We looked forward to the weekends. Phil cooked. Kent and I added inches. When not in the kitchen, Phil was on a ladder fixing gutters, blowing the leaves off my deck, moving the cow sculpture on the front lawn to cut the grass. Were we playing house? He loved being the fixer. We kept it friendly, flirty and fun. I had a crush. OK more than a crush. Phil was a great guy. I had never had a great guy in my life before. No, I would not go there. Yes, I loved being the girl next door.
It was one of those summer nights while Kent was mixing the drinks and Phil chopped away dicing garlic and onions, completely unaware I was watching him. I noticed a tattoo on his perfectly cut, muscular arm as it popped out of a cut off T-shirt. “This guy is smoking hot!” ran through my steaming mind. Maybe I had one drink too many, but it was the first time I lost control of the hidden chemistry. I was so turned on!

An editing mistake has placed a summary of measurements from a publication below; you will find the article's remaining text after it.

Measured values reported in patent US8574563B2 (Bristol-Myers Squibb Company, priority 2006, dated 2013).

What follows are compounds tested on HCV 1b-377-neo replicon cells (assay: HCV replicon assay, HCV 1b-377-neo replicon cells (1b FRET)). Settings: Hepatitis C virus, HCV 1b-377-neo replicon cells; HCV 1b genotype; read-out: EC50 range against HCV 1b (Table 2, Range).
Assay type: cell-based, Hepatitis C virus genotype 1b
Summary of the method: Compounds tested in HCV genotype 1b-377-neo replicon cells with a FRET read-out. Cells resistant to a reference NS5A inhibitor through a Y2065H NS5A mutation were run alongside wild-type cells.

“Stop it!” I told my brain and turned away. Accidently spilling wine on my shirt, I grabbed a paper towel and caught Kent watching me. Uncomfortable, I went to change my shirt.
Pausing in the mirror, I could still see the long red scar fresh on my arm, and the swollen limp glands. I changed, again. My extroverted personality over shadowed my inner private fear—a few months prior I had a mole removed from my upper right arm, a melanoma—my secret. After a lymph node biopsy and a huge chunk of flesh removed my right upper arm I was left with a thick, seven-inch nasty scar. But I was cancer-free…that is for now. There were no guarantees.